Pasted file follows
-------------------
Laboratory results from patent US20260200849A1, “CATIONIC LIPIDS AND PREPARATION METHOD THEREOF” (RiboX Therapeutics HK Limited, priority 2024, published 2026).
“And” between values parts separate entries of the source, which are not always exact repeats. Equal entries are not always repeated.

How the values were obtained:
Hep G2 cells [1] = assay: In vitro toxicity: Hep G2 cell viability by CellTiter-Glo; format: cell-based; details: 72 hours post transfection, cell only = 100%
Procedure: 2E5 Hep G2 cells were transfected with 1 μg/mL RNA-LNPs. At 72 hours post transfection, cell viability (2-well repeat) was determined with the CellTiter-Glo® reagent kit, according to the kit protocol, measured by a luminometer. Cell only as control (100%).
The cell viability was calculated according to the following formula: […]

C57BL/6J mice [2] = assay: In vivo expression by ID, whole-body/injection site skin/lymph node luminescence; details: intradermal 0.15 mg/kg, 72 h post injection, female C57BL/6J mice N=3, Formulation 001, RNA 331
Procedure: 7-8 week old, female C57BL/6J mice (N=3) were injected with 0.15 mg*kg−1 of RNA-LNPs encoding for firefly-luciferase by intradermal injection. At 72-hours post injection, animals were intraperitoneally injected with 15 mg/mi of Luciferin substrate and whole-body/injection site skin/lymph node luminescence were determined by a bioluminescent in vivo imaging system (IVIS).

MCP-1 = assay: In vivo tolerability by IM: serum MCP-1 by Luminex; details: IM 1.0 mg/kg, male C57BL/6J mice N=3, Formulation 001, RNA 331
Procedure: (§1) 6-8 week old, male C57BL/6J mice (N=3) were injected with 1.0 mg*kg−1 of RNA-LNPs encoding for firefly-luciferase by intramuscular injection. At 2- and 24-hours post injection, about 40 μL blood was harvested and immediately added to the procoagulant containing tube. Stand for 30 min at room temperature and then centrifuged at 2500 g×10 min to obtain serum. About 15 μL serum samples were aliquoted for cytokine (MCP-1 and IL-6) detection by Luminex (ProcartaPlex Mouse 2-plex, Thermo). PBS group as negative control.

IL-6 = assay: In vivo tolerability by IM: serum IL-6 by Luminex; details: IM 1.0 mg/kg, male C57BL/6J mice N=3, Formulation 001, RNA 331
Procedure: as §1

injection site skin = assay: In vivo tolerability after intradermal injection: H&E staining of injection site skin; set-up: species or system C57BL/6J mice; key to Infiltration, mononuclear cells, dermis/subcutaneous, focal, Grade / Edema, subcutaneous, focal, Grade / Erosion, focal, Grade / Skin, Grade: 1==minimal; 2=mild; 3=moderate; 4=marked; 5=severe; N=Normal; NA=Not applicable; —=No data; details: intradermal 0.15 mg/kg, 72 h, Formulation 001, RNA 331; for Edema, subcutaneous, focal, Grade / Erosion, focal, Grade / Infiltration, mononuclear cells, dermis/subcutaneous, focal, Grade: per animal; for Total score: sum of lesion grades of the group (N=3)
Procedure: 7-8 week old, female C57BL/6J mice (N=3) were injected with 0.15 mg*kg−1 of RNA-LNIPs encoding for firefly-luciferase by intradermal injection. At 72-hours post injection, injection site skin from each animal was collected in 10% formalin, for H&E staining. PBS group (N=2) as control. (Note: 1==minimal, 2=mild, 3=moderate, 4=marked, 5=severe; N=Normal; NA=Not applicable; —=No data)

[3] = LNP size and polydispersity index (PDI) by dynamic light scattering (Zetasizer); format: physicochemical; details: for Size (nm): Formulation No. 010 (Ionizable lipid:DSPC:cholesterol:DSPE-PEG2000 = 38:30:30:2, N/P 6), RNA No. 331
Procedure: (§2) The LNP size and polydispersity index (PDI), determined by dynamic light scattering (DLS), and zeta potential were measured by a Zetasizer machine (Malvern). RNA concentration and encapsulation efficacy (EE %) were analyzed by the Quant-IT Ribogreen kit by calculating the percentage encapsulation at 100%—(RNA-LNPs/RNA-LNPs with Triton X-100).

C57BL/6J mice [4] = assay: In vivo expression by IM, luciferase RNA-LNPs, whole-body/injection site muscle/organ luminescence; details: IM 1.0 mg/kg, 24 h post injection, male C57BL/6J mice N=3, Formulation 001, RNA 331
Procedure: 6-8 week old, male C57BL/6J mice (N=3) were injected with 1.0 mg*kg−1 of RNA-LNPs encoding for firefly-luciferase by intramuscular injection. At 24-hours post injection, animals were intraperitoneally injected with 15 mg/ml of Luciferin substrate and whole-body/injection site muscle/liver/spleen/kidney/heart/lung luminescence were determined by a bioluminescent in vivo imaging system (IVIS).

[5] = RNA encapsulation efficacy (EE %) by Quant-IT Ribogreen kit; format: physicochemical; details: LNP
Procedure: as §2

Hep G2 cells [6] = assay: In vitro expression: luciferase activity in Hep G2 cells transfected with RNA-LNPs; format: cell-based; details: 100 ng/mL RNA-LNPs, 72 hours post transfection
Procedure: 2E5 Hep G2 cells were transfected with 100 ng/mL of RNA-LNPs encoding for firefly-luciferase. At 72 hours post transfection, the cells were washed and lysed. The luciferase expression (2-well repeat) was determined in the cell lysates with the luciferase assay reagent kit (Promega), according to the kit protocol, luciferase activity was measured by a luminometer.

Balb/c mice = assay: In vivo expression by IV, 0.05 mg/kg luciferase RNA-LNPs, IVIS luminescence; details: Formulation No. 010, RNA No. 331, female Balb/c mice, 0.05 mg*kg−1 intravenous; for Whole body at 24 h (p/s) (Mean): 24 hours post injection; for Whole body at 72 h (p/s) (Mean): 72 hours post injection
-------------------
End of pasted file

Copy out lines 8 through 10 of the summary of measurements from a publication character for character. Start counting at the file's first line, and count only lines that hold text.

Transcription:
Procedure: 7-8 week old, female C57BL/6J mice (N=3) were injected with 0.15 mg*kg−1 of RNA-LNPs encoding for firefly-luciferase by intradermal injection. At 72-hours post injection, animals were intraperitoneally injected with 15 mg/mi of Luciferin substrate and whole-body/injection site skin/lymph node luminescence were determined by a bioluminescent in vivo imaging system (IVIS).

MCP-1 = assay: In vivo tolerability by IM: serum MCP-1 by Luminex; details: IM 1.0 mg/kg, male C57BL/6J mice N=3, Formulation 001, RNA 331
Procedure: (§1) 6-8 week old, male C57BL/6J mice (N=3) were injected with 1.0 mg*kg−1 of RNA-LNPs encoding for firefly-luciferase by intramuscular injection. At 2- and 24-hours post injection, about 40 μL blood was harvested and immediately added to the procoagulant containing tube. Stand for 30 min at room temperature and then centrifuged at 2500 g×10 min to obtain serum. About 15 μL serum samples were aliquoted for cytokine (MCP-1 and IL-6) detection by Luminex (ProcartaPlex Mouse 2-plex, Thermo). PBS group as negative control.